EU legislation has not yet set the limits of nickel and chromium in food nor given permissible migration lim-its of these metals from kitchen utensils that make con-tact with food. The latest European Commission Work-ing Group on Food Contact Materials has begun work on verifying the permissible migration limits of lead and cadmium from ceramic products, that also includes in-troducing limits on other metals such as nickel and chro-mium. The Committee of Experts on Packaging Materi-als for Food and Pharmaceutical Products (P-SC-EMB) recommended a permissible migration limit of 0.14 and 0.250 mg/kg respectively for nickel and chromium re-leased from metal and metal alloys used in the manufac-ture of articles coming into contact with food [13].

In the literature there a limited number of publica-tions on nickel and chromium migration from ceram-ics into food simulants. In Poland, only studies on lead and cadmium migration from ceramic and glass have been done [25], but not on the release of nickel and chromium from such articles. However, given the toxic properties of nickel and chromium and the actions un-dertaken by the European Commission Working Group on Food Contact Materials, it was considered expedient to study nickel and chromium migration from ceramics and glassware into food simulants in order to estimate the potential exposure of consumers to these metals re-leased from these products.


Test samples

These consisted of ceramic tableware and glass-ware available on the retail market and manufactured on an industrial scale in China, with the inside surfaces being coloured and a decorated rim. There were 172 ceramic vessels (84 dishes deep and 88 dishes flat) and 52 glassware with decorated rims.

Method validation

Prior to the actual migration study, the analytical method for measuring nickel and chromium in food

simulants was first validated. For method validation white undecorated test samples of ceramic dishes and glassware were used. After migration food simulants were spiked with nickel and chromium at concentra-tions of 0.02 mg/L and 0.80 mg/L. There were 2 stages in the validation; the release of metals from products into test solutions determination of the nickel and chro-mium which had migrated into the model solutions by flame atomic absorption spectrometry (FAAS).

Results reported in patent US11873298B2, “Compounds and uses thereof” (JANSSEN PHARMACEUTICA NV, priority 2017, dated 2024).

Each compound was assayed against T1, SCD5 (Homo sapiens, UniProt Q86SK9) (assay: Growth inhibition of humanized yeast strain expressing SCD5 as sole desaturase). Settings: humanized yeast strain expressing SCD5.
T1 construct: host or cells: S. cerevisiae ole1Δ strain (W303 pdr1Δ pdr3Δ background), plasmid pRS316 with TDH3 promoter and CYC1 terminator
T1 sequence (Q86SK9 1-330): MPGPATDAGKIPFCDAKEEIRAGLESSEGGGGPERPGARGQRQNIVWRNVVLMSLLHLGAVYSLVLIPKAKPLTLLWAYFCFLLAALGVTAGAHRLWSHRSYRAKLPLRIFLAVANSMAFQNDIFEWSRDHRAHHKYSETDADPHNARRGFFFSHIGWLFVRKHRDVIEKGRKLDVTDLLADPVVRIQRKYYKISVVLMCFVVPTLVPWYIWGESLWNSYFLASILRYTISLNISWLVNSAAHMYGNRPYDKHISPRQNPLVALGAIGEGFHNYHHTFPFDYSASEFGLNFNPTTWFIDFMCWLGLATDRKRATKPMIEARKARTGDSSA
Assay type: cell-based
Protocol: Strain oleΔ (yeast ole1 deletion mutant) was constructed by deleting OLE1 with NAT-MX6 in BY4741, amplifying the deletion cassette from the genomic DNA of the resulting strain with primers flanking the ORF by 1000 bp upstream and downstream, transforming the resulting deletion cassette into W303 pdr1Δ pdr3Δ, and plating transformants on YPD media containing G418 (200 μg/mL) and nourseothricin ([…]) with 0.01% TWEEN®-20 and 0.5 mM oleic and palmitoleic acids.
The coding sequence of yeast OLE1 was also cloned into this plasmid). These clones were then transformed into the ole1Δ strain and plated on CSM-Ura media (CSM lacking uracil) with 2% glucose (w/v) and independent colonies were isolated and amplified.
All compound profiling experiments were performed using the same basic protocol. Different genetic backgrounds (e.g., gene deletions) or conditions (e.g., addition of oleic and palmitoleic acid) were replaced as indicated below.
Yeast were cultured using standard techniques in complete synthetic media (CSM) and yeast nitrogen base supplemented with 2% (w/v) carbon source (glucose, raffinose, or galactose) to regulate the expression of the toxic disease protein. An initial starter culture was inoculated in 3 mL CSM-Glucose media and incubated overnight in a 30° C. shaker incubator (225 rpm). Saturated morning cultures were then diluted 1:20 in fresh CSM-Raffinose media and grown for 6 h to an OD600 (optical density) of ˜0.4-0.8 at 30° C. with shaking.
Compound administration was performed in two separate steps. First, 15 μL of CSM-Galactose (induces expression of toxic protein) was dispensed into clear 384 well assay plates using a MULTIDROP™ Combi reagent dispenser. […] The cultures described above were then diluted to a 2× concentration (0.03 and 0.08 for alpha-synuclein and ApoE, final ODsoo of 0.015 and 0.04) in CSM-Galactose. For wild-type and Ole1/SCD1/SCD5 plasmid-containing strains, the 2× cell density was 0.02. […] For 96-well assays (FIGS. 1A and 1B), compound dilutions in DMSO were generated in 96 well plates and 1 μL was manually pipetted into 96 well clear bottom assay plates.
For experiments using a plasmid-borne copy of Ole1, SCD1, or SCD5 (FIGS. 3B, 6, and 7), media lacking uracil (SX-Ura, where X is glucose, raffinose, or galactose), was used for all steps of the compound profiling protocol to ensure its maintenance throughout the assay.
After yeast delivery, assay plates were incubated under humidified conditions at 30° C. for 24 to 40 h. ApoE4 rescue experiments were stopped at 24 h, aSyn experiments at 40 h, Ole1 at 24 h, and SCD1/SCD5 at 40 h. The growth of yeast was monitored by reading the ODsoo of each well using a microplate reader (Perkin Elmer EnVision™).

Consisted of acetic acid (99.5% - 99.9%, Avan-tor), citric acid (Merck), a nickel standard solution 1g/L and a chromium standard solution 1g/L (GUM, Poland) and deionised water. All were of the required high purity.

Apparatus and instrumentation

These were an ASA Spectr AA 220 spectrometer, Varian, hotplate (Ceran 500, Harry Geestigkeit GmbH, Germany) and class A laboratory glassware.

Migration test conditions

Migration of nickel and chromium from ceramic vessels were into a food simulants comprising 4% ace-tic acid for 24 ± 0.5 hrs at 22 ± 2 °C, according to the test procedure specified in European Standards EN 1388-1 [23] and EN 1388-2 [24]. Vessels were filled with solvent up to 1 mm below the overflow edge and placed in a dark room at a temperature of 22 ± 2 °C and left for 24 hrs. In the case of the decorated glass-ware at the rim, then nickel and chromium migration occurred into 4% acetic acid for 24 ± 0 5 hours at 22 ± 2 °C [24] or 0.5% citric acid for 2 ± 0.1 hours at 70 ± 2 °C.

Determination of nickel and chromium

Migrated nickel and chromium was measured by FAAS, under the following conditions: for nickel, an acetylene-air flame; wavelength λ = 232.0 nm, a slit width: 0.2 nm and for chromium wavelength of λ = 357.9 nm, a slit width: 0.2 nm. Atomization was via the air-acetylene flame.